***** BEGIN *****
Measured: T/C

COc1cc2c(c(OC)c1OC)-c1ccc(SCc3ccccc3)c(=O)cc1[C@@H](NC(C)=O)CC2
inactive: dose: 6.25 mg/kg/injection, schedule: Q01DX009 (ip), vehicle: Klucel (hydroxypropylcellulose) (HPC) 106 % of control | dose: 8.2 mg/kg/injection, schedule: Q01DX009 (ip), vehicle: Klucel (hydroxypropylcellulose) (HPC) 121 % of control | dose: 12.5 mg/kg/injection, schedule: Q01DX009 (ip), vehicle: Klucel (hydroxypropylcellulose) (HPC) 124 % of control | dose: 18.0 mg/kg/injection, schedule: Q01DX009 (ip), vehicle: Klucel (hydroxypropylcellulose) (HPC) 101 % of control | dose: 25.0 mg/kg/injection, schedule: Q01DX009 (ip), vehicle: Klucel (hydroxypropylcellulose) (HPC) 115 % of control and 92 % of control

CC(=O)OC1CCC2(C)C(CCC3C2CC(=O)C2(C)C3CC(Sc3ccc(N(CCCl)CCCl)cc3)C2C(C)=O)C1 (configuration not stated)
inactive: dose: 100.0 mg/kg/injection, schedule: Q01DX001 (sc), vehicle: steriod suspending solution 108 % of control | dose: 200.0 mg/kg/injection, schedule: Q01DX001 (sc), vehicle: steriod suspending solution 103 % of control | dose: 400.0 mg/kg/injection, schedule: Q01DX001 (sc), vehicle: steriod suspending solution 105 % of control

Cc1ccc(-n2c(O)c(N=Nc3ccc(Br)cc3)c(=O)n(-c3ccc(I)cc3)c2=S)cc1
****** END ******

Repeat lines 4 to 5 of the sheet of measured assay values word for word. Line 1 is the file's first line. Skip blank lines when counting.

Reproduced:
CC(=O)OC1CCC2(C)C(CCC3C2CC(=O)C2(C)C3CC(Sc3ccc(N(CCCl)CCCl)cc3)C2C(C)=O)C1 (configuration not stated)
inactive: dose: 100.0 mg/kg/injection, schedule: Q01DX001 (sc), vehicle: steriod suspending solution 108 % of control | dose: 200.0 mg/kg/injection, schedule: Q01DX001 (sc), vehicle: steriod suspending solution 103 % of control | dose: 400.0 mg/kg/injection, schedule: Q01DX001 (sc), vehicle: steriod suspending solution 105 % of control